The main thing about tax that Australians will know about first-hand is income tax, such as that levied on salary and wages, investment income and business income. That a proportion of this income is expected to be owed to the government as tax is a fairly straightforward concept. Apart from an occasional change to the rate at which income is taxed, this side of taxation activity can be said to be widely understood.

The annual return, apart from declaring this income, also informs the government (through the ATO) if a taxpayer is claiming any allowable deductions, offsets or other mechanisms that may affect the amount of tax liability. And it is these elements of the tax landscape — the exceptions, concessions, exemptions and so on — that make the Australian tax system more opaque and complex.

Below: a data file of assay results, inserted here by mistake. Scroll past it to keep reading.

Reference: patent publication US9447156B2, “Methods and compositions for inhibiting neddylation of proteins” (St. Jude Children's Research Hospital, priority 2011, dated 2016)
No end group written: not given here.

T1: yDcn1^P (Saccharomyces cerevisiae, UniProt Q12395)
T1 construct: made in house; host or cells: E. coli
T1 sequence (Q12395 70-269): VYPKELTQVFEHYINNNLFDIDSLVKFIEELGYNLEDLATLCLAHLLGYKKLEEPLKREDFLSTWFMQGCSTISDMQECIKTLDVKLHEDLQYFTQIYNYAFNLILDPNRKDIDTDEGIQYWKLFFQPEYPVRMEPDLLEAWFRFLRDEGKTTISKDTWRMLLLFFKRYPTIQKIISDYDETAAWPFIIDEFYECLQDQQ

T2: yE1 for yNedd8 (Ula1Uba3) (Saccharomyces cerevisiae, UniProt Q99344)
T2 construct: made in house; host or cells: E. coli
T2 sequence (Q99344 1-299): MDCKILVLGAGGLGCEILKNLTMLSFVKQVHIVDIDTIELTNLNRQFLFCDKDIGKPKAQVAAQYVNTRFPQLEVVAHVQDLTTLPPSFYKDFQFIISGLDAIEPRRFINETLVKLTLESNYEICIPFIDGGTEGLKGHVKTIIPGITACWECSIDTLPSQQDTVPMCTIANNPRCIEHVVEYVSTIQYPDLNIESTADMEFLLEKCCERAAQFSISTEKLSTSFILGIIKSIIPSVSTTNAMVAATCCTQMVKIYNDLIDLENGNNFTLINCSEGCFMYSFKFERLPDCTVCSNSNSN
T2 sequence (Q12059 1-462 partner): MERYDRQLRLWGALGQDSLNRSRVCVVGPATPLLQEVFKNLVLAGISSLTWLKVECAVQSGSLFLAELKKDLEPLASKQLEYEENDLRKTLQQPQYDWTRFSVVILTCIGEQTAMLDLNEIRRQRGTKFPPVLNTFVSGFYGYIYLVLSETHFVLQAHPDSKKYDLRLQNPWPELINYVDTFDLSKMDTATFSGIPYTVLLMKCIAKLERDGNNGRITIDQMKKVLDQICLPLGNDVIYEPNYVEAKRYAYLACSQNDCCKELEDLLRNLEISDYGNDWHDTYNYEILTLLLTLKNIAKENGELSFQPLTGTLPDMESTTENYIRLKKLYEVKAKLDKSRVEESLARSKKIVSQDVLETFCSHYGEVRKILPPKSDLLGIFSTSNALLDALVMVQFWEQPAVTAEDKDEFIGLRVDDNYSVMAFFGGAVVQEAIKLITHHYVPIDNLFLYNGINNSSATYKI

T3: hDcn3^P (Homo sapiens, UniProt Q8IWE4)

Generally, the source of much of this complexity is the legislative process. The to-ing and fro-ing before tax proposals become tax law can be blamed for much of the curly conundrums that perplex tax practitioners and their client taxpayers, not to mention the role that case law plays in further complicating an already tough discipline.

However, help is at hand. The articles that follow will hopefully clear up many of the questions that perplex taxpayers and practitioners alike.